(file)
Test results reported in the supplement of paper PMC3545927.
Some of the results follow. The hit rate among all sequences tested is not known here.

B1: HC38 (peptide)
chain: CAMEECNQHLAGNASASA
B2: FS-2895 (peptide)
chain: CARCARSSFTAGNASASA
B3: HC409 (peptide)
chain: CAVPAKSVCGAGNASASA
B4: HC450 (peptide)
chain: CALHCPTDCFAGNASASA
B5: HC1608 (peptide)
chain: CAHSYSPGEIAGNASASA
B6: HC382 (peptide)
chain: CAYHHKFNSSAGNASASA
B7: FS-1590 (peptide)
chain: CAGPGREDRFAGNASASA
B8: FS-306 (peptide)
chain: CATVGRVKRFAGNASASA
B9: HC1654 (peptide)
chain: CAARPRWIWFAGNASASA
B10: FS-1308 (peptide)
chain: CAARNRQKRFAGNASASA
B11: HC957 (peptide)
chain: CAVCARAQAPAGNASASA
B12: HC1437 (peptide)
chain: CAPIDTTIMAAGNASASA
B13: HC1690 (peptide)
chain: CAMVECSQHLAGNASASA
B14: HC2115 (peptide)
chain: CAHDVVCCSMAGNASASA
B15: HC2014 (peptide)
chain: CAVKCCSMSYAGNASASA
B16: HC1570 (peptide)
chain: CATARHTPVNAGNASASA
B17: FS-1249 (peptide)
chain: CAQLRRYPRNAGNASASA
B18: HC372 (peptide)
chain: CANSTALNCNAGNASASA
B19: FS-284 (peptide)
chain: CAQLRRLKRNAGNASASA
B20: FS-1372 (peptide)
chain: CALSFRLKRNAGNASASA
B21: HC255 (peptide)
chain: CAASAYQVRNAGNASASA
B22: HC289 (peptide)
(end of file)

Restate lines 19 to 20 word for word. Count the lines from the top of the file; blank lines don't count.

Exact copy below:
B9: HC1654 (peptide)
chain: CAARPRWIWFAGNASASA